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Challenging Dissociative Identity Disorder

I have met my share of multiples who not only break the mold put forth by psychiatrists, but do so well enough, that invariably they seem to get a different diagnosis than the expected DID one. Now, some feel this is a form of invalidation, but I have found myself wondering if it is a function of simply not understanding how to categorize a functional multiple. They aren't losing much time, if at all, and are working together to have smooth enough memory of imporant information such that what they do forget can be explained away as "ordinary forgetfulness". In short, they don't fit the diagnostic criteria for DID, however the "distinct identities" have to be accounted for somehow. So, not suprizingly, all sorts of dx's [ed: diagnoses] get thrown out there. To diagnose them with DID still will call the last two criteria into question, which are important in maintaining the last D in DID. To not apply a disorder would be to acknowledge a functional state in which someone can have multiple identities within one body. Suddenly, it wouldn't be something that has to be fixed, just a way to exist. I suspect that's a little more than society is ready to handle. It'd be funny if it weren't depressing --Arashi

While DID as a diagnosis can at first bring great stress to the life of one who is losing time, acting in ways they feel are out of control, or very confused about many of the events of their past that have been unexplained, it quickly can bring comfort in a back-handed kind of way as all of the above mentioned issues begin to make sense under the title of DID. Enter the therapist. One goes immediately to some kind of person who has understanding or experience that might offer help for the newly discovered DID person. Eventually the time-loss is well, lost, and the the other issues fall back into manageable place. Is the DID person now cured, or just functional? What then, is the goal of therapy? Many people with DID are functional, yet not singular in their personality. Are they still dysfunctional simply because they are multiple? Questions to ponder...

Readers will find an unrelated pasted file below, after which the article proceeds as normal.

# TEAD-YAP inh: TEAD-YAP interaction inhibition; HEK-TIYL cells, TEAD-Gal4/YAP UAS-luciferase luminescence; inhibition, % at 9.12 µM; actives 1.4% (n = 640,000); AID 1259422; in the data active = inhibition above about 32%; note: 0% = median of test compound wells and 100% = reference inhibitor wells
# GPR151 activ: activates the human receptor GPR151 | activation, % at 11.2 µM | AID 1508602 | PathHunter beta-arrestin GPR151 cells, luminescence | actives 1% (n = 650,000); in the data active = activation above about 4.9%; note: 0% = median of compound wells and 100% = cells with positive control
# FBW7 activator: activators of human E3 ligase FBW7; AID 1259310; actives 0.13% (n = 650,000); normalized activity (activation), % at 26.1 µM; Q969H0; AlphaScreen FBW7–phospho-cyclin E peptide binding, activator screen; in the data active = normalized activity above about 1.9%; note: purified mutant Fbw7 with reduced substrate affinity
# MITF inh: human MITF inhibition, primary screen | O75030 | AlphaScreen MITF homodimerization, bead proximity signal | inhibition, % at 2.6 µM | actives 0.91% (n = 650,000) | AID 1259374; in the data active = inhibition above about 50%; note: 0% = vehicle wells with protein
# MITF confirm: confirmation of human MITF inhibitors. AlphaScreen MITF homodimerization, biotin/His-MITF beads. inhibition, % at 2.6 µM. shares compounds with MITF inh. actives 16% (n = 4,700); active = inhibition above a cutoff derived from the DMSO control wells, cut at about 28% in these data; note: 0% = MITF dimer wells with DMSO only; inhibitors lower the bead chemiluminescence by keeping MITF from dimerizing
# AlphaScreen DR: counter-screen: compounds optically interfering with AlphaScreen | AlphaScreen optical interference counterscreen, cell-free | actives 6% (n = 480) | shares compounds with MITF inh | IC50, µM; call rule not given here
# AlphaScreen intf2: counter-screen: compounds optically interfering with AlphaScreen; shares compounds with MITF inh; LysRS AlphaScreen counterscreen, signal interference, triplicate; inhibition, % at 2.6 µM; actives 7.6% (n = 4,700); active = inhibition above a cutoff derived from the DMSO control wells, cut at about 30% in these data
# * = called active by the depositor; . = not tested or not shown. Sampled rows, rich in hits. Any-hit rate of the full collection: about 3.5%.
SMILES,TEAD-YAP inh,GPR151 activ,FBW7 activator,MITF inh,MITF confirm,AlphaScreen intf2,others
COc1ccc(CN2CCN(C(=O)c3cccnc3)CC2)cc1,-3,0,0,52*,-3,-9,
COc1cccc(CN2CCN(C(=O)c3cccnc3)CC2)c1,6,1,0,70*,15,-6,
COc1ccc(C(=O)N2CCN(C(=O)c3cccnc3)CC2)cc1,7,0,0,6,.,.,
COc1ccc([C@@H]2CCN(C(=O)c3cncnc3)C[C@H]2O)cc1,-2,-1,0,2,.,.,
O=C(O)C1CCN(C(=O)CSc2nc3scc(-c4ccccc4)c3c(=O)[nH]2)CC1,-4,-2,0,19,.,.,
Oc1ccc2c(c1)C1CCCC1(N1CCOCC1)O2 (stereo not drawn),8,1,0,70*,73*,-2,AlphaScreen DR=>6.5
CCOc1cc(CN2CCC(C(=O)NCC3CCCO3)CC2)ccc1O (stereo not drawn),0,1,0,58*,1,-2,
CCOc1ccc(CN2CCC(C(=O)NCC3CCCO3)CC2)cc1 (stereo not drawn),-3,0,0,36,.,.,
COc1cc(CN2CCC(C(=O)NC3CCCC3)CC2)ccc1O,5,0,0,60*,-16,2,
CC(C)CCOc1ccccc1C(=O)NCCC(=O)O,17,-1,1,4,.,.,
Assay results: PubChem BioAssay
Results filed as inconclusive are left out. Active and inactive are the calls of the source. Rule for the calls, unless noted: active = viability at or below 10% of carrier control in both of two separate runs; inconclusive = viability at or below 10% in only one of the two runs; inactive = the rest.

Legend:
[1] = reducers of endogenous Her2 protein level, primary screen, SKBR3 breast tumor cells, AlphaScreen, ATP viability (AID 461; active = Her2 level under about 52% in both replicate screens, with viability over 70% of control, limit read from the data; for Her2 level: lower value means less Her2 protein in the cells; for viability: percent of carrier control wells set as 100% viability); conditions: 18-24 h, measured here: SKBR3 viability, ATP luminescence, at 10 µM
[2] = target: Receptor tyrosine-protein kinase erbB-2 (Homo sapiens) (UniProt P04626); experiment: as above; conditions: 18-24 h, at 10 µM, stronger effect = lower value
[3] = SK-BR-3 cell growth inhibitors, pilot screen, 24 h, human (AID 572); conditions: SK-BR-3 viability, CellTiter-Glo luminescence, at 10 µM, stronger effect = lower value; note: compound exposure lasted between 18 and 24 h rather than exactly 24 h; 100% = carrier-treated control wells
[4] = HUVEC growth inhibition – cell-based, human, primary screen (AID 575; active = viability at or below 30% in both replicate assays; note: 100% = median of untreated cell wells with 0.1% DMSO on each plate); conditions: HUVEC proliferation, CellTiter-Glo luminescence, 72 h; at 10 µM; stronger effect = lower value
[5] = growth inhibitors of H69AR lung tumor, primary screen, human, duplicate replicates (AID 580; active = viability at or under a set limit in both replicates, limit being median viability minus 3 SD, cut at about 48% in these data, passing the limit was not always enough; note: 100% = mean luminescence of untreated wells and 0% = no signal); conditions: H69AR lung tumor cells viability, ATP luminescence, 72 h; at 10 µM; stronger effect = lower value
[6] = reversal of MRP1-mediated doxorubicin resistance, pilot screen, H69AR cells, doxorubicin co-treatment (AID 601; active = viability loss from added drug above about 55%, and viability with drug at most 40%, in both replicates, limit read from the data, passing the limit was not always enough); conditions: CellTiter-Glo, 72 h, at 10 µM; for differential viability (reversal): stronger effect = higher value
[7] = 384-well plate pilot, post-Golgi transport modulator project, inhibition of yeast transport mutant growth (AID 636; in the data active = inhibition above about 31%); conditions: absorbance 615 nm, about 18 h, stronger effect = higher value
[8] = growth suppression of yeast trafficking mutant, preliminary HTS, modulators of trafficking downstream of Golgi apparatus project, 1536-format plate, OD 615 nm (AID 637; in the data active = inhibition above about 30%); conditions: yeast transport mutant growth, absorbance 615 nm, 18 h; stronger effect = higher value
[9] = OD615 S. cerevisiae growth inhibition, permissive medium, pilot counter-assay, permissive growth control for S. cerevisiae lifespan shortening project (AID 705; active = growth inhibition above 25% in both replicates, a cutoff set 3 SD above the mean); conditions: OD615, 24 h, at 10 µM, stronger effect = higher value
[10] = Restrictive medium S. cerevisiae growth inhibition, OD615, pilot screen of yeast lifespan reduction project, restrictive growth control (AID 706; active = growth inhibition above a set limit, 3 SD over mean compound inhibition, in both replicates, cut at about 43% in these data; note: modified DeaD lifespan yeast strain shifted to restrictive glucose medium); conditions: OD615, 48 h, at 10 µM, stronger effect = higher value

Disorderly vs Orderly in Multiple Personality

Any person in society who goes around throwing temper tantrums, stealing, violating the rules and laws, hurting themself or others, is disordered. Any individual personality within a multiple system who does those things, whether internal or external, whether stealing time or committing outwardly blatant atrocities, is disordered. They are not orderly. Dis-ordered.

However, to assume that the entire multiple personality system -- the collective within one physical entity -- is disordered is a lot more complicated and requires the assumption that all the entities with the body are actually one person somehow subdivided and that they all share a single fate, a single social fascade, that can be labeled disordered. Certainly, when it comes to law enforcement, the entire system is responsible for it's sub-entities, regardless of their origins, and the law must properly punish them. Laws of nature, laws of social justice, laws of opinion, are supposed to rule our government before our government enforces the rules they create that limit and define every individual's behavior. The multiple system is governed by the legal laws of any jurisdiction they encounter. We're not talking about that.

Somewhere above and beyond the right to freedom of speech is supposed to be the freedom to think. I am entitled to opinions, to fears, to thoughts, to mental crimes, to mental sin, and no law enforcement agency (yet, anyway) may come into my head to tell me otherwise. Who is running my body is MY business, and I can choose to advertise it via freedom of speech, as long as it does not make me disorderly -- as long as my body, my outward actions, and my speech, do not violate the legal laws of the jurisdiction in which I am at any given time. If my system is behaving in an orderly fashion, then I am not disordered.


See Also

<< Witnessing versus Self-Reporting New | ManualTOC | Disorder >>


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